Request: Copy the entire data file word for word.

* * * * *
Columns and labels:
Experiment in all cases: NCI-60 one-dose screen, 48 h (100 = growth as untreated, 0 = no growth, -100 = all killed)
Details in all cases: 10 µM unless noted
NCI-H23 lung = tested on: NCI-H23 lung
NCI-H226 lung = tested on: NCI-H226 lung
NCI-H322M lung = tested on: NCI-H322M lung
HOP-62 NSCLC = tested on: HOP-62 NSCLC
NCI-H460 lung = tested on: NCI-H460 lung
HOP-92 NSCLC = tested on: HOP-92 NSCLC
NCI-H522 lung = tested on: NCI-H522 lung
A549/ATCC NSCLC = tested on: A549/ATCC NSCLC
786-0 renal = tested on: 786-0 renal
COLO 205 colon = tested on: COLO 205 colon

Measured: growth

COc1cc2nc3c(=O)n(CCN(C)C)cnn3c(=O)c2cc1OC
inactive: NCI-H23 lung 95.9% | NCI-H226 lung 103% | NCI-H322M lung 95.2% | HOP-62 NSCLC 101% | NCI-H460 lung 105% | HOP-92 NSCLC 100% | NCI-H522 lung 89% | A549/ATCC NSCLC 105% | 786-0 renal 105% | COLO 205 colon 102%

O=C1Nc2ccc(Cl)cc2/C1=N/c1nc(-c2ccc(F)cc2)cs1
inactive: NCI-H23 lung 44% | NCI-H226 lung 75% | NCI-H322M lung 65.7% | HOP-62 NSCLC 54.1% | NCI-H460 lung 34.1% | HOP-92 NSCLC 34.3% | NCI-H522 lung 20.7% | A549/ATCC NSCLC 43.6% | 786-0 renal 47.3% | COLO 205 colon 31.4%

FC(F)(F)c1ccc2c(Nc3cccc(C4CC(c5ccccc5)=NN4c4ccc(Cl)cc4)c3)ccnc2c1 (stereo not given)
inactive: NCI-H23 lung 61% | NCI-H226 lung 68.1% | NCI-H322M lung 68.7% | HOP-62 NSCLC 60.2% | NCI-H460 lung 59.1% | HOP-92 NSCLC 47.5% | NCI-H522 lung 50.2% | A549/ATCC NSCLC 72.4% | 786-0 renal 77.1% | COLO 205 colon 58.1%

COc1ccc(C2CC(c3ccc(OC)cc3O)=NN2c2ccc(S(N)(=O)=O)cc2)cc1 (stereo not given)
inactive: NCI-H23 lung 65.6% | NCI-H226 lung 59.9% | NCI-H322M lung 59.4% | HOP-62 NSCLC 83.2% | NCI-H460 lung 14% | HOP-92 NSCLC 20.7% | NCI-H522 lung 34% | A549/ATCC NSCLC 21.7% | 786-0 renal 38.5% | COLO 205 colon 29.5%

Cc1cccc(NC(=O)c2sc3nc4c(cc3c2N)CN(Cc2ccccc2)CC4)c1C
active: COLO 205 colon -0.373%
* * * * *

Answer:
Columns and labels:
Experiment in all cases: NCI-60 one-dose screen, 48 h (100 = growth as untreated, 0 = no growth, -100 = all killed)
Details in all cases: 10 µM unless noted
NCI-H23 lung = tested on: NCI-H23 lung
NCI-H226 lung = tested on: NCI-H226 lung
NCI-H322M lung = tested on: NCI-H322M lung
HOP-62 NSCLC = tested on: HOP-62 NSCLC
NCI-H460 lung = tested on: NCI-H460 lung
HOP-92 NSCLC = tested on: HOP-92 NSCLC
NCI-H522 lung = tested on: NCI-H522 lung
A549/ATCC NSCLC = tested on: A549/ATCC NSCLC
786-0 renal = tested on: 786-0 renal
COLO 205 colon = tested on: COLO 205 colon

Measured: growth

COc1cc2nc3c(=O)n(CCN(C)C)cnn3c(=O)c2cc1OC
inactive: NCI-H23 lung 95.9% | NCI-H226 lung 103% | NCI-H322M lung 95.2% | HOP-62 NSCLC 101% | NCI-H460 lung 105% | HOP-92 NSCLC 100% | NCI-H522 lung 89% | A549/ATCC NSCLC 105% | 786-0 renal 105% | COLO 205 colon 102%

O=C1Nc2ccc(Cl)cc2/C1=N/c1nc(-c2ccc(F)cc2)cs1
inactive: NCI-H23 lung 44% | NCI-H226 lung 75% | NCI-H322M lung 65.7% | HOP-62 NSCLC 54.1% | NCI-H460 lung 34.1% | HOP-92 NSCLC 34.3% | NCI-H522 lung 20.7% | A549/ATCC NSCLC 43.6% | 786-0 renal 47.3% | COLO 205 colon 31.4%

FC(F)(F)c1ccc2c(Nc3cccc(C4CC(c5ccccc5)=NN4c4ccc(Cl)cc4)c3)ccnc2c1 (stereo not given)
inactive: NCI-H23 lung 61% | NCI-H226 lung 68.1% | NCI-H322M lung 68.7% | HOP-62 NSCLC 60.2% | NCI-H460 lung 59.1% | HOP-92 NSCLC 47.5% | NCI-H522 lung 50.2% | A549/ATCC NSCLC 72.4% | 786-0 renal 77.1% | COLO 205 colon 58.1%

COc1ccc(C2CC(c3ccc(OC)cc3O)=NN2c2ccc(S(N)(=O)=O)cc2)cc1 (stereo not given)
inactive: NCI-H23 lung 65.6% | NCI-H226 lung 59.9% | NCI-H322M lung 59.4% | HOP-62 NSCLC 83.2% | NCI-H460 lung 14% | HOP-92 NSCLC 20.7% | NCI-H522 lung 34% | A549/ATCC NSCLC 21.7% | 786-0 renal 38.5% | COLO 205 colon 29.5%

Cc1cccc(NC(=O)c2sc3nc4c(cc3c2N)CN(Cc2ccccc2)CC4)c1C
active: COLO 205 colon -0.373%